Wintertime can evoke a sense of nostalgia, bringing to mind a frost-covered landscape, blustering winds and snow flurries. And for all its beauty, this time of year can also wreak havoc in the garden. Plants in all regions across the United States encounter cold spells, from succulents in the sunny Southwest to evergreens in the coastal Northeast. During these colder months, vegetation in your yard is particularly at risk of catching a disease or dying. Consider these practical ways you can protect and care for even your hardiest plants so they can all survive the winter, and thrive for seasons to come.
Flowers referred to as bulbs earn this moniker because of their roots that store nutrients needed for next year's growth. "Bulb" is a generic word for plants that grow from these bulbous organs, and include daffodils, tulips, crocuses and many more. While different flowers' roots look similar to one another, their blooms are quite diverse and represent every color of the rainbow. Some bloom in the summer or fall -- others reach full radiance in the winter or spring. Although bulbs have a reputation for being easy to grow, many still need to be insulated against winter's chill. All bulbs have a temperature limit; dip below it, and the plant can't survive.
Some that require cold protection go dormant and can be dug up and stored in a dark, dry place that's ventilated and covered. Just wait until foliage yellows, dig it up and remove leaves and dirt so only the bulb remains. Dry it on newspaper for two weeks. In a wooden or cardboard box or clay pot, spread out bulbs in one layer so they don't touch (this prevents any rotting from spreading). Lastly, cover them with peat moss, sawdust, sand, perlite or vermiculite until they're ready to be replanted.
Other bulbs can stay in the ground and withstand cold temperatures that slightly exceed their limit if protected. Simply cover the ground where your bulbs are planted with loose packing materials after the soil has frozen. Prairie hay, reed canary grass, evergreen boughs, marsh hay and other options work well.
Alocasias are broad-leafed plants. Fairly hardy, the leaves and roots of alocasias can withstand lows of about 32 degrees Fahrenheit (0 degrees Celsius). With mulch, they're even more likely to endure the winter. There are three ways to winterize alocasias. First, you can dig up the plant before the first frost and care for it as a houseplant throughout the winter. Second, cut off foliage just above the tuber, and cover the stump with mulch. However, if you experience hard frosts, dig up the tuber and let it dry out in an airy place for a few days. Then, store it in a box filled with dry bark or chippings, in a frost-free place.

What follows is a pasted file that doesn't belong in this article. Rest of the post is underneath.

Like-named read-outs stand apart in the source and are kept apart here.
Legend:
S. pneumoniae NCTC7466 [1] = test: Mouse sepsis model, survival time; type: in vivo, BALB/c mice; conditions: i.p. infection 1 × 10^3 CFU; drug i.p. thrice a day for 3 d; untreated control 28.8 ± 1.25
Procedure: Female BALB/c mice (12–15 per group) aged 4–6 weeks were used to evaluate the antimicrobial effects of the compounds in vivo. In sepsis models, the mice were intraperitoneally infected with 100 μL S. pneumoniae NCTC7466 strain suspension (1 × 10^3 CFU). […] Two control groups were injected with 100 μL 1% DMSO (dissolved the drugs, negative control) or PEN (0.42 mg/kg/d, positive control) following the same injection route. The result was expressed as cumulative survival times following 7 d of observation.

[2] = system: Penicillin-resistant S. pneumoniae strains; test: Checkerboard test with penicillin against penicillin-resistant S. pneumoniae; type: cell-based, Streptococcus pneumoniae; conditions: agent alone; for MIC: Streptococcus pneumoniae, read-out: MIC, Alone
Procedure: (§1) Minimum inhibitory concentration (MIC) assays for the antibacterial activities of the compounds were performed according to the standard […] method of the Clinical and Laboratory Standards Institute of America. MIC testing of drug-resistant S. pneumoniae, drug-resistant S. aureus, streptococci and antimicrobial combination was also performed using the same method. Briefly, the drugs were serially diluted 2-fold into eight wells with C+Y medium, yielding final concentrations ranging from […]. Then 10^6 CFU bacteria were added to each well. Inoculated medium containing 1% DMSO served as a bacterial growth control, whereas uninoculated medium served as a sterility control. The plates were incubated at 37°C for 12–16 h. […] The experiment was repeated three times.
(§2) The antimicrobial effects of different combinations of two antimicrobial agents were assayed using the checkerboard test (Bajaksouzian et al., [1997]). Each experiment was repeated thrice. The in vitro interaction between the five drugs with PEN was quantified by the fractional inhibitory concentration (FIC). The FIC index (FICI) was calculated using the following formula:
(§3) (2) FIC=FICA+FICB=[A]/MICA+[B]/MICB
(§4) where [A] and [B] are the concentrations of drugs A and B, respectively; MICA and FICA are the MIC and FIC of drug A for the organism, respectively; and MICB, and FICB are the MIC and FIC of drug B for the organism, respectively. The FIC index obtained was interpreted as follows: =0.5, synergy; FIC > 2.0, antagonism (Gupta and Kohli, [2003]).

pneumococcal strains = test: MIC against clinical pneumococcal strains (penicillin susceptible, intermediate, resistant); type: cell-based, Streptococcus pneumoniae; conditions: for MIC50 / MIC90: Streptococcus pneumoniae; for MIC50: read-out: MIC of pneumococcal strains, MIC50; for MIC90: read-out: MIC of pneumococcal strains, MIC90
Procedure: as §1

Wildflowers typically grow without deliberate cultivation, thriving in various conditions -- from cool, shady retreats to dry, sunny deserts. Wherever they're located, you can do a few things to help them get through colder months and flourish later on. Methods of care depend on the wildflower's type and location. Efforts include raking up leaves and other debris, watering, mowing the wildflower meadow and applying mulch after the ground freezes. In most U.S. regions, it's good to check mulch in January or February and reapply if necessary. Some perennial wildflowers should be planted in November or December, also a time of year to sow the seeds of some other wildflowers located in the southernmost regions of the U.S. and along the West Coast.
You may not think of winter as the ideal time of year to grow vegetables, but for some plants in warmer climates, this is the prime season. Beets, broccoli, cabbage and a number of other veggies can grow best in the winter -- as can some perennials, such as artichokes, asparagus and garlic. But they sometimes need a little help during the colder months. One option is to keep homegrown produce and herbs warm under a roof overhang called a cold frame. This insulating structure latches open and is a good way to extend the growing season into the winter. If you keep plants in pots, simply move them indoors or to a warmer area when frost threatens. You can also cover plants with tarps, blankets, towels or plastic until there's no longer a risk of frost.
There are numerous kinds of banana plants, and they all weather winter differently. Many types that are planted in the soil outdoors need to be insulated against the cold. If a banana plant is fairly hardy and experiences moderate winters, sometimes all you need to do is wrap the top with cloth after the leaves blacken from frost, and then mulch the roots. However, more finicky varieties or those in harsher weather may require you to cut back damaged foliage from the base of the leaf stalk after the first frost. Next, use four wooden pallets or something similar to build a small enclosure about 3 square feet (0.28 square meters). If the banana plant is taller than the structure, add another set of pallets. Loosely pack straw inside the box and cover with roofing felt to protect the plant from rain. For smaller, single-stemmed banana plants, you can place a chimney pot or drainpipe over it and pack with straw instead of building a structure. Take potted banana plants indoors.